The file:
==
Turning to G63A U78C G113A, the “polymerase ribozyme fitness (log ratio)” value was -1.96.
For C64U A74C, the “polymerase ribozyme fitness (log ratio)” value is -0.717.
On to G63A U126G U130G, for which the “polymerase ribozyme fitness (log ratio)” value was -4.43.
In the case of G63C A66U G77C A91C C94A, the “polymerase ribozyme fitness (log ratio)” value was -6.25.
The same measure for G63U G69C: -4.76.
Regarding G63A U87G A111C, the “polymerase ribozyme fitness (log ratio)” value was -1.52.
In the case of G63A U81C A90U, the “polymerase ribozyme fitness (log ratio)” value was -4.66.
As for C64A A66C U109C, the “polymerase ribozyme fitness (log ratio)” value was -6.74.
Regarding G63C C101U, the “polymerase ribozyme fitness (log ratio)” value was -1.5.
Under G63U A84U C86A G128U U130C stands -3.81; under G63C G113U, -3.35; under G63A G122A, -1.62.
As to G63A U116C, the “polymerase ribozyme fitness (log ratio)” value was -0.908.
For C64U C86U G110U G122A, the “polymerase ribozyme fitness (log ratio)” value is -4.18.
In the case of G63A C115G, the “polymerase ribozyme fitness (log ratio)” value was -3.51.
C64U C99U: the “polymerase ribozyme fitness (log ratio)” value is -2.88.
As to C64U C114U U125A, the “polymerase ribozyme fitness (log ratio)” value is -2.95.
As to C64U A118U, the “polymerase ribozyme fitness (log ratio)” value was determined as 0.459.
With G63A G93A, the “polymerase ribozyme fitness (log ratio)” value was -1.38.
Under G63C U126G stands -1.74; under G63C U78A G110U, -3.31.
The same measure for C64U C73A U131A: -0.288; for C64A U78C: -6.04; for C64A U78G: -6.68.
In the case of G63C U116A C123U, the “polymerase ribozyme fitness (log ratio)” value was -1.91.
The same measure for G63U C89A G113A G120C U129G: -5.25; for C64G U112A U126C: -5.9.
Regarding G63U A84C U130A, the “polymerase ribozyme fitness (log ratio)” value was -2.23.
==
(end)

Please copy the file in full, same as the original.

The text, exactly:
Turning to G63A U78C G113A, the “polymerase ribozyme fitness (log ratio)” value was -1.96.
For C64U A74C, the “polymerase ribozyme fitness (log ratio)” value is -0.717.
On to G63A U126G U130G, for which the “polymerase ribozyme fitness (log ratio)” value was -4.43.
In the case of G63C A66U G77C A91C C94A, the “polymerase ribozyme fitness (log ratio)” value was -6.25.
The same measure for G63U G69C: -4.76.
Regarding G63A U87G A111C, the “polymerase ribozyme fitness (log ratio)” value was -1.52.
In the case of G63A U81C A90U, the “polymerase ribozyme fitness (log ratio)” value was -4.66.
As for C64A A66C U109C, the “polymerase ribozyme fitness (log ratio)” value was -6.74.
Regarding G63C C101U, the “polymerase ribozyme fitness (log ratio)” value was -1.5.
Under G63U A84U C86A G128U U130C stands -3.81; under G63C G113U, -3.35; under G63A G122A, -1.62.
As to G63A U116C, the “polymerase ribozyme fitness (log ratio)” value was -0.908.
For C64U C86U G110U G122A, the “polymerase ribozyme fitness (log ratio)” value is -4.18.
In the case of G63A C115G, the “polymerase ribozyme fitness (log ratio)” value was -3.51.
C64U C99U: the “polymerase ribozyme fitness (log ratio)” value is -2.88.
As to C64U C114U U125A, the “polymerase ribozyme fitness (log ratio)” value is -2.95.
As to C64U A118U, the “polymerase ribozyme fitness (log ratio)” value was determined as 0.459.
With G63A G93A, the “polymerase ribozyme fitness (log ratio)” value was -1.38.
Under G63C U126G stands -1.74; under G63C U78A G110U, -3.31.
The same measure for C64U C73A U131A: -0.288; for C64A U78C: -6.04; for C64A U78G: -6.68.
In the case of G63C U116A C123U, the “polymerase ribozyme fitness (log ratio)” value was -1.91.
The same measure for G63U C89A G113A G120C U129G: -5.25; for C64G U112A U126C: -5.9.
Regarding G63U A84C U130A, the “polymerase ribozyme fitness (log ratio)” value was -2.23.